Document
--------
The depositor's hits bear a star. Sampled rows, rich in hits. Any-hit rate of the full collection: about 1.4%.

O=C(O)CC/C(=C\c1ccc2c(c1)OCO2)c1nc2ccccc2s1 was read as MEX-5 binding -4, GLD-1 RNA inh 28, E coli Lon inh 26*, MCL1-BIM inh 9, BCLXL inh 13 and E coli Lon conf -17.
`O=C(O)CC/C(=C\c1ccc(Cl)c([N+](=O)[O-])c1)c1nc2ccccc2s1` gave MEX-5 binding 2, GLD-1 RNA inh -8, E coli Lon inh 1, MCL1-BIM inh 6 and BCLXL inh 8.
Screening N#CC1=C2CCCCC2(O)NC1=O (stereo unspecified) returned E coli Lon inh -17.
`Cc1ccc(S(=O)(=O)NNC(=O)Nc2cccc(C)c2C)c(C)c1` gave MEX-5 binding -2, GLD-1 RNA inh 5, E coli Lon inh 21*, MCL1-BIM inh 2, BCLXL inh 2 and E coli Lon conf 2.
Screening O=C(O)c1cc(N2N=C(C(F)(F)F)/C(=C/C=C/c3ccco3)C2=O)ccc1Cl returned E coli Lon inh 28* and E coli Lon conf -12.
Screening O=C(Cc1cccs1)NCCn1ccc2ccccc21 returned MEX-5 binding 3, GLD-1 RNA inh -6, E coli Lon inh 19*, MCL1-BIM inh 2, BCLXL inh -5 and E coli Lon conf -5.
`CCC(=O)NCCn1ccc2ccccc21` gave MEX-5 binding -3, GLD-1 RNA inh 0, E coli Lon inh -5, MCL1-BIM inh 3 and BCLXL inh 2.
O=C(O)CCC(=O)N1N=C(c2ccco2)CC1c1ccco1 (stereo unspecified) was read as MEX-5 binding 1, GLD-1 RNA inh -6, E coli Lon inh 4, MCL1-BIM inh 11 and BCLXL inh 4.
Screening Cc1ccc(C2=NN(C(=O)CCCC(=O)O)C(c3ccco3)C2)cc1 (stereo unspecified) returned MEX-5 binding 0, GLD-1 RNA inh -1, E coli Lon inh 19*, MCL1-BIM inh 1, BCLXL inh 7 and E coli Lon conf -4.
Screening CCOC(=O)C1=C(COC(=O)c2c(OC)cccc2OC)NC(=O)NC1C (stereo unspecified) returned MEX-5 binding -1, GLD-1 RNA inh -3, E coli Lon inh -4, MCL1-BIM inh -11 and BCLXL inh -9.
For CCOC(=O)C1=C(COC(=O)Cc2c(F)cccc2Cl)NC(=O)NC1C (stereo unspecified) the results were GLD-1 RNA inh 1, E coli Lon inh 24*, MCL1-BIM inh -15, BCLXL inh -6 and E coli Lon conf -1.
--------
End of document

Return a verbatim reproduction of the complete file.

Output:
The depositor's hits bear a star. Sampled rows, rich in hits. Any-hit rate of the full collection: about 1.4%.

O=C(O)CC/C(=C\c1ccc2c(c1)OCO2)c1nc2ccccc2s1 was read as MEX-5 binding -4, GLD-1 RNA inh 28, E coli Lon inh 26*, MCL1-BIM inh 9, BCLXL inh 13 and E coli Lon conf -17.
`O=C(O)CC/C(=C\c1ccc(Cl)c([N+](=O)[O-])c1)c1nc2ccccc2s1` gave MEX-5 binding 2, GLD-1 RNA inh -8, E coli Lon inh 1, MCL1-BIM inh 6 and BCLXL inh 8.
Screening N#CC1=C2CCCCC2(O)NC1=O (stereo unspecified) returned E coli Lon inh -17.
`Cc1ccc(S(=O)(=O)NNC(=O)Nc2cccc(C)c2C)c(C)c1` gave MEX-5 binding -2, GLD-1 RNA inh 5, E coli Lon inh 21*, MCL1-BIM inh 2, BCLXL inh 2 and E coli Lon conf 2.
Screening O=C(O)c1cc(N2N=C(C(F)(F)F)/C(=C/C=C/c3ccco3)C2=O)ccc1Cl returned E coli Lon inh 28* and E coli Lon conf -12.
Screening O=C(Cc1cccs1)NCCn1ccc2ccccc21 returned MEX-5 binding 3, GLD-1 RNA inh -6, E coli Lon inh 19*, MCL1-BIM inh 2, BCLXL inh -5 and E coli Lon conf -5.
`CCC(=O)NCCn1ccc2ccccc21` gave MEX-5 binding -3, GLD-1 RNA inh 0, E coli Lon inh -5, MCL1-BIM inh 3 and BCLXL inh 2.
O=C(O)CCC(=O)N1N=C(c2ccco2)CC1c1ccco1 (stereo unspecified) was read as MEX-5 binding 1, GLD-1 RNA inh -6, E coli Lon inh 4, MCL1-BIM inh 11 and BCLXL inh 4.
Screening Cc1ccc(C2=NN(C(=O)CCCC(=O)O)C(c3ccco3)C2)cc1 (stereo unspecified) returned MEX-5 binding 0, GLD-1 RNA inh -1, E coli Lon inh 19*, MCL1-BIM inh 1, BCLXL inh 7 and E coli Lon conf -4.
Screening CCOC(=O)C1=C(COC(=O)c2c(OC)cccc2OC)NC(=O)NC1C (stereo unspecified) returned MEX-5 binding -1, GLD-1 RNA inh -3, E coli Lon inh -4, MCL1-BIM inh -11 and BCLXL inh -9.
For CCOC(=O)C1=C(COC(=O)Cc2c(F)cccc2Cl)NC(=O)NC1C (stereo unspecified) the results were GLD-1 RNA inh 1, E coli Lon inh 24*, MCL1-BIM inh -15, BCLXL inh -6 and E coli Lon conf -1.